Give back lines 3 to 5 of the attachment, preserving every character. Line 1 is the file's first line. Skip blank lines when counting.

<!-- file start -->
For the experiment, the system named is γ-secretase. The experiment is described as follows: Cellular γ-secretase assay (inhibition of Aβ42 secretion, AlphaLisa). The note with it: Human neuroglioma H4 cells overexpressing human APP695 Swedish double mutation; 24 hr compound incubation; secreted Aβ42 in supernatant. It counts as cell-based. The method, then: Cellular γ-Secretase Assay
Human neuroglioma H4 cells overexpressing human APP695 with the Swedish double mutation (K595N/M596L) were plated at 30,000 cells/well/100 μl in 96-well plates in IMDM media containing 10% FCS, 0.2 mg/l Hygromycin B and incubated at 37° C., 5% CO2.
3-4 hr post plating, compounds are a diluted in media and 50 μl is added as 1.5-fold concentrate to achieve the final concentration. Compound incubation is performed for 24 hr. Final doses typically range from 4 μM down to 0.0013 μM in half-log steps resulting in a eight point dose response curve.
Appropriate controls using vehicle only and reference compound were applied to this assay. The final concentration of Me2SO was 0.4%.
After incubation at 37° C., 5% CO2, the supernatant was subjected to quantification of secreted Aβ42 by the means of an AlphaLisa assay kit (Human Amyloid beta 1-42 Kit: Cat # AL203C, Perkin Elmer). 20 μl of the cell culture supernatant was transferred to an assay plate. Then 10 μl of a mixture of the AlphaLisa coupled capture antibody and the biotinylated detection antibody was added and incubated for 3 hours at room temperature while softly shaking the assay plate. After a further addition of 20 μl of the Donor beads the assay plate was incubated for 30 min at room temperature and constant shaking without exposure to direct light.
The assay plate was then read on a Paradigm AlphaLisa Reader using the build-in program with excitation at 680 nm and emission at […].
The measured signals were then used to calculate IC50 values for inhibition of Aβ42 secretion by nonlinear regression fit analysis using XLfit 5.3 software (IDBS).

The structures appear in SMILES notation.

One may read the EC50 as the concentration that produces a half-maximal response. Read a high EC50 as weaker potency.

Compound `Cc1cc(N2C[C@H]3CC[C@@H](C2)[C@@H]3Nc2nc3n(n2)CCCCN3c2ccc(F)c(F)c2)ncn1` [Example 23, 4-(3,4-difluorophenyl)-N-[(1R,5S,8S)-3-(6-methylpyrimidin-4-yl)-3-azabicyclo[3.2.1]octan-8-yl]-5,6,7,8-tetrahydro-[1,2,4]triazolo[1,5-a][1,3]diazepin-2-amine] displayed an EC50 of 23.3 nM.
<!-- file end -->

3-4 hr post plating, compounds are a diluted in media and 50 μl is added as 1.5-fold concentrate to achieve the final concentration. Compound incubation is performed for 24 hr. Final doses typically range from 4 μM down to 0.0013 μM in half-log steps resulting in a eight point dose response curve.
Appropriate controls using vehicle only and reference compound were applied to this assay. The final concentration of Me2SO was 0.4%.
After incubation at 37° C., 5% CO2, the supernatant was subjected to quantification of secreted Aβ42 by the means of an AlphaLisa assay kit (Human Amyloid beta 1-42 Kit: Cat # AL203C, Perkin Elmer). 20 μl of the cell culture supernatant was transferred to an assay plate. Then 10 μl of a mixture of the AlphaLisa coupled capture antibody and the biotinylated detection antibody was added and incubated for 3 hours at room temperature while softly shaking the assay plate. After a further addition of 20 μl of the Donor beads the assay plate was incubated for 30 min at room temperature and constant shaking without exposure to direct light.